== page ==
From Kevin Williamson, the man who brought us Dawson’s Creek, comes The Following, perhaps the most intriguing of the mid season replacements. It stars Kevin Bacon as Ryan Hardy, the FBI agent who brou
ght down serial killer Dr. Joseph Carroll, who since incarceration has built a social network of copycat serial killers, and when Carroll escapes Hardy is brought in to consult on the case. Part of the formula for the series is 24 in general and Jack Bauer in particular, promising to be just as edge of the seat and as gory as it can be and still slip past the censors. The premise of an FBI agent and their genius nemesis does bring to mind a particular scenario from author Thomas Harris, though…
And peaking of which, Hannibal is due to air at some undisclosed point this year. It’s basically the early years of Will Graham and Dr Hannibal Lecter. Developed by Bryan Fuller (Star Trek Deep Space Nine, Pushing Daisies, Dead Like Me) it will take place before Red Dragon and delve into the relationship between Graham and the man that will eventually become the charming psychopath with a taste for Chianti. This could well be the great hope for the 2012/13 season, and will hopefully fare better than Fuller‘s Mockingbird Lane. Much is known from the films about what Lecter becomes, but exploring how he gets there could be addictive viewing.
In Dracula the eponymous character arrives in Victorian London masquerading as an American entrepreneur who claims to want to bring technology to the city but actually wishes to wreak revenge on the people who wronged him centuries earlier, until he falls in love with a woman that may be the reincarnation of his dead wife. Jonathan Rhys Meyers (The Tudors) is playing the lead character and is, so far, the only cast member revealed. This bold re-imagining of the classic novel isn’t going to air until the autumn, so there’s still plenty to be revealed beyond having an Irish actor pretending to be an American in an American show pretending to be set in England.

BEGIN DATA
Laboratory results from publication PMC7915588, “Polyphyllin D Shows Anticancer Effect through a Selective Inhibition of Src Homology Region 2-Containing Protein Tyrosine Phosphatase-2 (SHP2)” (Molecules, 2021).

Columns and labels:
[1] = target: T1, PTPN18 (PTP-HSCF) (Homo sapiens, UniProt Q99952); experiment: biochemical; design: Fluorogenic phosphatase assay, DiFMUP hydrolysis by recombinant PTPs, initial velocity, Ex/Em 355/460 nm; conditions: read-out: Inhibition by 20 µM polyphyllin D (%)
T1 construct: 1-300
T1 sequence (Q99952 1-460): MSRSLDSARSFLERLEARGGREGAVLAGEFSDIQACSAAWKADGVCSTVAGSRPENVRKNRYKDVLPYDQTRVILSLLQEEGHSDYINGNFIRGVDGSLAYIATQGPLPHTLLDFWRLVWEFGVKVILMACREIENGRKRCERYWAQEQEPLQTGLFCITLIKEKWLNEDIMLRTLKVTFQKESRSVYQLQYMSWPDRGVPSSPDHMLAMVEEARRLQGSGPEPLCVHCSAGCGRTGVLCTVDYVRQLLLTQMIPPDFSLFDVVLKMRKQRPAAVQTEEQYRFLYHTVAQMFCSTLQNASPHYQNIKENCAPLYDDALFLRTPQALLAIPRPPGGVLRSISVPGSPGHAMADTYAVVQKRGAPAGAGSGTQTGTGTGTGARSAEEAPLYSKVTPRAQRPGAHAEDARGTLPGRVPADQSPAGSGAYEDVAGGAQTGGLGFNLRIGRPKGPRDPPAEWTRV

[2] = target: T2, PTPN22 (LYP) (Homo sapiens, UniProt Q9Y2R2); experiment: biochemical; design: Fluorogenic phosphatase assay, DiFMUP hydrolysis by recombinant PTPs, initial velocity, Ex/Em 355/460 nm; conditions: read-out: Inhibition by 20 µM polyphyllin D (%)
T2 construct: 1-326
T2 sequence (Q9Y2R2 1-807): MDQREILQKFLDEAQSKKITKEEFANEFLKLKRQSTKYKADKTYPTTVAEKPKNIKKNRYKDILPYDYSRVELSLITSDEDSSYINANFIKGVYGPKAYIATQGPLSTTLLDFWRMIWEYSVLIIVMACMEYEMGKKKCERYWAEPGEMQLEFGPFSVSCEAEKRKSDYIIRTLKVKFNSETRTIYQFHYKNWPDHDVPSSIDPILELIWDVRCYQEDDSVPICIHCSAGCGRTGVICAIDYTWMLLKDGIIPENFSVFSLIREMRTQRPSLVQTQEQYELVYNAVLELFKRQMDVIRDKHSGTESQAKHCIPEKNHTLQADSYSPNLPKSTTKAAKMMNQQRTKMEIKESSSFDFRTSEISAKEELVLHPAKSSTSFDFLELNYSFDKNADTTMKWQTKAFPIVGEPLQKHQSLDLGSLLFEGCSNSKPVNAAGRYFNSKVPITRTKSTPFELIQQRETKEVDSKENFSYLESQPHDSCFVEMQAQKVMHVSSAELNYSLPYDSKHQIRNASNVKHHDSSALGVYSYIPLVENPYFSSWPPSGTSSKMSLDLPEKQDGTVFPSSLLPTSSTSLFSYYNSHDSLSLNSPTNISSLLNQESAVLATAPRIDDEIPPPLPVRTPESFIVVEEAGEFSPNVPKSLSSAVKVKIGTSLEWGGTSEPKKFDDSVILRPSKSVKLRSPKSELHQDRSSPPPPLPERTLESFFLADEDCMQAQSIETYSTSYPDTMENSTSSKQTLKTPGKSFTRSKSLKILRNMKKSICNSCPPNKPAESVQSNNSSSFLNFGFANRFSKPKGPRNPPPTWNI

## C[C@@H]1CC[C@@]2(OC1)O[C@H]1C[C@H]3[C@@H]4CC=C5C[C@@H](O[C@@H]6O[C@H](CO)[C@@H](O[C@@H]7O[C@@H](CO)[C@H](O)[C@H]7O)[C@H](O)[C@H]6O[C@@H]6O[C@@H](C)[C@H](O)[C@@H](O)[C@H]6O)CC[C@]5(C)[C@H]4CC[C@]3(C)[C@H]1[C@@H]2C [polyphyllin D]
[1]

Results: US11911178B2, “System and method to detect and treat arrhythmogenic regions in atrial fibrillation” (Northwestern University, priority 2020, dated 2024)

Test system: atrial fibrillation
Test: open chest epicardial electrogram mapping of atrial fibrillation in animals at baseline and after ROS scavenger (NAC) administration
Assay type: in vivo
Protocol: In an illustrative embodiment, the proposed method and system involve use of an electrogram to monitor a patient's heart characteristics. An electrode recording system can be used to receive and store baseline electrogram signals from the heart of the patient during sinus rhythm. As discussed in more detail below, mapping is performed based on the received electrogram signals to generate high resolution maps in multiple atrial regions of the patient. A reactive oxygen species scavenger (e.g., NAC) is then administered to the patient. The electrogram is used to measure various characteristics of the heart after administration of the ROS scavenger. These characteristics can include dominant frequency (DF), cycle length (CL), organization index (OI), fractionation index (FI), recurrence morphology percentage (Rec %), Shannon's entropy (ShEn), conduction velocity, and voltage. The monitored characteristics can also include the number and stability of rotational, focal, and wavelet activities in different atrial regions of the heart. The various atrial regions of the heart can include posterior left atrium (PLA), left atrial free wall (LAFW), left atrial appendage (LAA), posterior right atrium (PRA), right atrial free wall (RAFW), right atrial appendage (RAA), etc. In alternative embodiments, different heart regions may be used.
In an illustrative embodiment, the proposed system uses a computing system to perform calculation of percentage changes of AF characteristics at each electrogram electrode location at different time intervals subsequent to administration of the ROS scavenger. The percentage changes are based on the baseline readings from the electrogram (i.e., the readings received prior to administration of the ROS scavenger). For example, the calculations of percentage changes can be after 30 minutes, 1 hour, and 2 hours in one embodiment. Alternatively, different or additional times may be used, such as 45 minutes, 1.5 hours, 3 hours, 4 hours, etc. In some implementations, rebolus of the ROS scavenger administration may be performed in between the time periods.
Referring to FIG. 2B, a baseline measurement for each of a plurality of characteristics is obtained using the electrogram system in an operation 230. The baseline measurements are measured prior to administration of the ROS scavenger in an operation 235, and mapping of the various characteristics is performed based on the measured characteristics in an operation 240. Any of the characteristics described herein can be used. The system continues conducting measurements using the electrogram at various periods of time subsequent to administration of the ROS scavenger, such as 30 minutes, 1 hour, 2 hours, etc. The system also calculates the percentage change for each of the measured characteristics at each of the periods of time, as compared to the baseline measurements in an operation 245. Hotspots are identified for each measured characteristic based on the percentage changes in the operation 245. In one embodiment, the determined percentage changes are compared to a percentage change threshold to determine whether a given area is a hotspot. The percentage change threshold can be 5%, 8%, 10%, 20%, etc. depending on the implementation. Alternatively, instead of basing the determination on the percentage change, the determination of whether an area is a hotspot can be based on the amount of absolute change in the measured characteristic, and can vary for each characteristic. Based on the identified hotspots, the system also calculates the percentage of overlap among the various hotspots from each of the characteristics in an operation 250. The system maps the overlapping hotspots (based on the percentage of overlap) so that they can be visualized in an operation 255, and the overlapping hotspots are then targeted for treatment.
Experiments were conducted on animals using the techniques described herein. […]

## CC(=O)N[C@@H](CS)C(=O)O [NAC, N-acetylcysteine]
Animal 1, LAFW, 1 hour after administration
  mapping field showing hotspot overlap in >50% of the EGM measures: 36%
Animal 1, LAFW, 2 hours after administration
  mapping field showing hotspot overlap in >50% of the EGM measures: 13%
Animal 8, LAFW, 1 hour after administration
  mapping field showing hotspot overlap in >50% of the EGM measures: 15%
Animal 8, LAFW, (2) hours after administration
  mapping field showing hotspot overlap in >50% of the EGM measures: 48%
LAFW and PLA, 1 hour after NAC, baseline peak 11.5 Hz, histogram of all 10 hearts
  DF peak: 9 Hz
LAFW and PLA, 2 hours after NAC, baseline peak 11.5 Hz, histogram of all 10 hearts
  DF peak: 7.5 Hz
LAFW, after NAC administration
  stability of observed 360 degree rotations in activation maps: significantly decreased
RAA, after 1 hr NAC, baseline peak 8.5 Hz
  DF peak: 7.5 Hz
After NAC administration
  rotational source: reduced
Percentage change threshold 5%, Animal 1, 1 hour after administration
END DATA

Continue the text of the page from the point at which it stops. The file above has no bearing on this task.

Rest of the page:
Finally there is Do No Harm, which commences on January 31st on NBC. Continuing the trend of Elementary and Dracula this is another adaptation / re-imagining of a classic late 19th Century character by an British author, this time The Strange Case of Dr. Jekyll and Mr. Hyde. Steven Pasquale stars as both Dr. Jason Cole and Ian Price. Each night, at exactly 8:25 Cole turns into Price, who loves nothing more than causing problems for his alternate self. This bears an uncanny resemblance to Christian Slater’s My Own Worst Enemy which aired on NBC in 2008 and survived for only nine episodes, though whether this will be a case of repeating the same mistakes or getting it right the second time around is as yet undetermined.
It has not been the best year for new geek friendly shows, with a few already having fallen, a couple of success stories and the interesting hopefuls still to air. Though still a long way off, here’s hoping the 2013/14 season will be a little more genre friendly.